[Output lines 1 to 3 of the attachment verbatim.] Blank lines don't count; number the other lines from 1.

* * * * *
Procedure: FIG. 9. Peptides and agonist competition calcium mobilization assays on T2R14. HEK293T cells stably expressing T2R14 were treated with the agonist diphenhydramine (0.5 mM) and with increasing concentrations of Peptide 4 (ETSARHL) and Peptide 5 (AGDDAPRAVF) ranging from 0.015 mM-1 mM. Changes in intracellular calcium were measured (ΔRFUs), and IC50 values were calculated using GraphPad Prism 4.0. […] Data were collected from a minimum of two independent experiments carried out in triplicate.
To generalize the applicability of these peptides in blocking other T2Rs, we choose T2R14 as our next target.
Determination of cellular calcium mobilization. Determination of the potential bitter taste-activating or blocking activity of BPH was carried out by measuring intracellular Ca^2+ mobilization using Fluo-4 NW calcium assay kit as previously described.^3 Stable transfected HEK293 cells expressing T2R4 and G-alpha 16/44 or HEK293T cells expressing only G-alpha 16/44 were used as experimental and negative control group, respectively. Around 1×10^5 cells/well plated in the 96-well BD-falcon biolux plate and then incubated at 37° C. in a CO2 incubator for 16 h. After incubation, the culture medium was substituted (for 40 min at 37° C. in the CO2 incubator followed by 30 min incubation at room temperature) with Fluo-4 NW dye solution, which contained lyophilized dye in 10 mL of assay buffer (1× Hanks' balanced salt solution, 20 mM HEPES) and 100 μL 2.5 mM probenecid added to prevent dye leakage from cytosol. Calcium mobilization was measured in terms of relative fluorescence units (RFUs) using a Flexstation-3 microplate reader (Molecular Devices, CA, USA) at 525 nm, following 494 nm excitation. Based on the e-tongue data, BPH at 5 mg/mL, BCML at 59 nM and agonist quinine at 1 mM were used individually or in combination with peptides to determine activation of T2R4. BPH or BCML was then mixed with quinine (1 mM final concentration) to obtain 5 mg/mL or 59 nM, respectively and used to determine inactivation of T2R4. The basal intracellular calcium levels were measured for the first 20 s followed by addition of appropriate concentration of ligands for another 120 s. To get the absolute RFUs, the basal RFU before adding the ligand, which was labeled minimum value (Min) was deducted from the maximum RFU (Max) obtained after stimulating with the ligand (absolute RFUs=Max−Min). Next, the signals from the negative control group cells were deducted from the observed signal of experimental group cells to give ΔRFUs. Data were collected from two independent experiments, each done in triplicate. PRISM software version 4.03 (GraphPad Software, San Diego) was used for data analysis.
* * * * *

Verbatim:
Procedure: FIG. 9. Peptides and agonist competition calcium mobilization assays on T2R14. HEK293T cells stably expressing T2R14 were treated with the agonist diphenhydramine (0.5 mM) and with increasing concentrations of Peptide 4 (ETSARHL) and Peptide 5 (AGDDAPRAVF) ranging from 0.015 mM-1 mM. Changes in intracellular calcium were measured (ΔRFUs), and IC50 values were calculated using GraphPad Prism 4.0. […] Data were collected from a minimum of two independent experiments carried out in triplicate.
To generalize the applicability of these peptides in blocking other T2Rs, we choose T2R14 as our next target.
Determination of cellular calcium mobilization. Determination of the potential bitter taste-activating or blocking activity of BPH was carried out by measuring intracellular Ca^2+ mobilization using Fluo-4 NW calcium assay kit as previously described.^3 Stable transfected HEK293 cells expressing T2R4 and G-alpha 16/44 or HEK293T cells expressing only G-alpha 16/44 were used as experimental and negative control group, respectively. Around 1×10^5 cells/well plated in the 96-well BD-falcon biolux plate and then incubated at 37° C. in a CO2 incubator for 16 h. After incubation, the culture medium was substituted (for 40 min at 37° C. in the CO2 incubator followed by 30 min incubation at room temperature) with Fluo-4 NW dye solution, which contained lyophilized dye in 10 mL of assay buffer (1× Hanks' balanced salt solution, 20 mM HEPES) and 100 μL 2.5 mM probenecid added to prevent dye leakage from cytosol. Calcium mobilization was measured in terms of relative fluorescence units (RFUs) using a Flexstation-3 microplate reader (Molecular Devices, CA, USA) at 525 nm, following 494 nm excitation. Based on the e-tongue data, BPH at 5 mg/mL, BCML at 59 nM and agonist quinine at 1 mM were used individually or in combination with peptides to determine activation of T2R4. BPH or BCML was then mixed with quinine (1 mM final concentration) to obtain 5 mg/mL or 59 nM, respectively and used to determine inactivation of T2R4. The basal intracellular calcium levels were measured for the first 20 s followed by addition of appropriate concentration of ligands for another 120 s. To get the absolute RFUs, the basal RFU before adding the ligand, which was labeled minimum value (Min) was deducted from the maximum RFU (Max) obtained after stimulating with the ligand (absolute RFUs=Max−Min). Next, the signals from the negative control group cells were deducted from the observed signal of experimental group cells to give ΔRFUs. Data were collected from two independent experiments, each done in triplicate. PRISM software version 4.03 (GraphPad Software, San Diego) was used for data analysis.